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Carpal tunnel syndrome is a condition in which there is extreme pressure on the median nerve. The median nerve is the nerve in your wrist that allows for movement and feeling. When there is pressure on this nerve it causes carpal tunnel syndrome.

According to the National Institutes of Health, annual spending for medical care for carpal tunnel syndrome (CTS) is in excess of $2 billion. CTS is one of the most common upper extremity defects, afflicting between 1 and 5% of the American population.

Much about CTS is not clearly understood even though it seems to affect many individuals.

What is carpal tunnel syndrome (CTS)? 

CTS is caused when pressure is applied to the median nerve by surrounding structures for a prolonged period of time.

The median nerve runs through the palmar area of the forearm through the wrist and into the hand. According to the Mayo Clinic, the median nerve passes through a space in the wrist called the carpal tunnel. It is in this tunnel that the pressure on the median nerve occurs which leads to CTS.

While CTS is currently classified as a form of neuropathy (nerve dysfunction or damage), the median nerve isn’t defective or problematic. The problem resides with the structures and tissues that are in or near the carpal tunnel and surround the median nerve.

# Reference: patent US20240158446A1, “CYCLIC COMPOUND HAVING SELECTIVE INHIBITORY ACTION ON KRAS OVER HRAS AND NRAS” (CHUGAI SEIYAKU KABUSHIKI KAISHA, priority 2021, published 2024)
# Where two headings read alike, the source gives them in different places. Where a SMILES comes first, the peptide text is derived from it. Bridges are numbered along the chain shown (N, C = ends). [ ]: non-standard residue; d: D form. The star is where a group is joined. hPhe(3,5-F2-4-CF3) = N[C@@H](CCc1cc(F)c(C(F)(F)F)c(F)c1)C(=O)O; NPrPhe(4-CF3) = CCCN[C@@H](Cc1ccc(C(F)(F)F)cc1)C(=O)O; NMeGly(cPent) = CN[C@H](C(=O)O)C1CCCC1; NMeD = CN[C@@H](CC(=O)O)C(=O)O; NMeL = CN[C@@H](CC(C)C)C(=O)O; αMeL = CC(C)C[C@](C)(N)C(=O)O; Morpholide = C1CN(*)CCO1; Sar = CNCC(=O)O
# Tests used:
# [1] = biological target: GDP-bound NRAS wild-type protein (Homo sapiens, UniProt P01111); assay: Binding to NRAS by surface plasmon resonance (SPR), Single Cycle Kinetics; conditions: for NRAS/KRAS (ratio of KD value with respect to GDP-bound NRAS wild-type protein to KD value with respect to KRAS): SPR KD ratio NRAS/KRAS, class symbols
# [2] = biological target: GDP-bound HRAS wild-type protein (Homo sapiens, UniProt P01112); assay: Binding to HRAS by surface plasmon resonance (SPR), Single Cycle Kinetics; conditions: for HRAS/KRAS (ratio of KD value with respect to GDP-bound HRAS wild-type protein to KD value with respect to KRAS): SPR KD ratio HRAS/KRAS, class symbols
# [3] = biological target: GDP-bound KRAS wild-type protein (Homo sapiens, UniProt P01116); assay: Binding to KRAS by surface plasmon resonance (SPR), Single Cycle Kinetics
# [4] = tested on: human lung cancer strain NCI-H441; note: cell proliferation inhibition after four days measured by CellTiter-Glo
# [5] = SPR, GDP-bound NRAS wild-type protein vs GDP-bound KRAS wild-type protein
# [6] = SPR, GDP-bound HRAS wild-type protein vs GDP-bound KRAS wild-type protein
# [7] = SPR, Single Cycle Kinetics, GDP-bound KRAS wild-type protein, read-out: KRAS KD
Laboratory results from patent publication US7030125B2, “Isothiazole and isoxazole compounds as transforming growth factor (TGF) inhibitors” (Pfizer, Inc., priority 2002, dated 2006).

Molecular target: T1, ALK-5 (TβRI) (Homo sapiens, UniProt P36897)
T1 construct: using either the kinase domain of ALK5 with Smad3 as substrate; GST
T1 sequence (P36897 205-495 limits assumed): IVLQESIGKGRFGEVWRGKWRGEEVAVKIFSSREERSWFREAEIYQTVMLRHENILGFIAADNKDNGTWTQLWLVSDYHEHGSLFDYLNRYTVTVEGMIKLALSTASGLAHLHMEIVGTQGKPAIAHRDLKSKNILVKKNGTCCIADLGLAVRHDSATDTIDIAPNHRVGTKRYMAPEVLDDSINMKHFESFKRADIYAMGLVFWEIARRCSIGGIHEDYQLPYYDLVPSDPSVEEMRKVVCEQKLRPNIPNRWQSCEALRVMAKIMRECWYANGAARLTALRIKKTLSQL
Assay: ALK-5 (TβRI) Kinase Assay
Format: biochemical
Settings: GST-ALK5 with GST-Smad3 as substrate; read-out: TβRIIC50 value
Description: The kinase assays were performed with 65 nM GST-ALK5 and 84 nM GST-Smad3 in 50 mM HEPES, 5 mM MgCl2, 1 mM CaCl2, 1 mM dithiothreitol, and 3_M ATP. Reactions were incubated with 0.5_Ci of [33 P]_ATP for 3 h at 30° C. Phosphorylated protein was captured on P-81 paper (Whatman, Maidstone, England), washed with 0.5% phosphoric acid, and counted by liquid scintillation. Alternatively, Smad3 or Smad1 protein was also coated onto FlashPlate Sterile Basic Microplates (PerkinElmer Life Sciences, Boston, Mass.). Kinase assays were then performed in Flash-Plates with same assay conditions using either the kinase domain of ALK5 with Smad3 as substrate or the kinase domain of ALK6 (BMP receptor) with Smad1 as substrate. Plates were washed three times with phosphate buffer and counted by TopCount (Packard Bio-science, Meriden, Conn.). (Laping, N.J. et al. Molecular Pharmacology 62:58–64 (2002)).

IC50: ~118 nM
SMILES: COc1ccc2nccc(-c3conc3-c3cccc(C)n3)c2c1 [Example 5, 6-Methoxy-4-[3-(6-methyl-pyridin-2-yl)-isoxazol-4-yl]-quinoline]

Below is a video the briefly details the anatomy of the carpal tunnel area as well carpal tunnel syndrome.

What are the potential causes of CTS?

The National Institute of Neurological Disorders and Stroke (NINDS) reports that CTS may be caused by wrist injuries, overactive pituitary gland, hypothyroidism, and arthritis. They also claim that repeated flexing or bending of the wrist, pregnancy, and menopause could contribute to CTS.

The report of repeated flexing and bending of the wrist being a contributing factor in CTS has led many to speculate about a positive association between CTS and certain occupations.

The Arthritis Research UK (ARUK) has claimed that occupations involving typing, repetitive wrist movements and usage of vibrating tools may lead to an onset of CTS.

The Mayo Clinic has also claimed that the usage of vibrating tools or other occupations that require “prolonged and repetitive flexing of the wrist” may contribute to the development of CTS.

These claims concerning occupation and CTS make sense. There are many occupations that do require the same wrist and finger motion on a day-to-day basis. A number of the same people who occupy these positions have been known to experience CTS.

However, a positive association between CTS and specific occupations is anything but certain.

In reading a number of pamphlets and studies concerning CTS there seems to be an assumed belief about occupations that involve repetitive wrist and finger movements must contribute in some way to the development of CTS. Yet, data supporting this notion has proven to be elusive.

A study conducted in Sweden that was designed to examine the prevalence of CTS in a population pointed to this fact.

Atroshi reported the difficulty of attributing CTS to specific occupations due to the “absence of accurate” data estimating the prevalence of CTS.

Even though the Mayo Clinic affirms a probable link between workplace factors and CTS they go on to admit that it is not conclusive.

In the previously referenced document from Mayo, they state, “the scientific evidence is conflicting [and] factors haven’t been established as direct causes of [CTS].”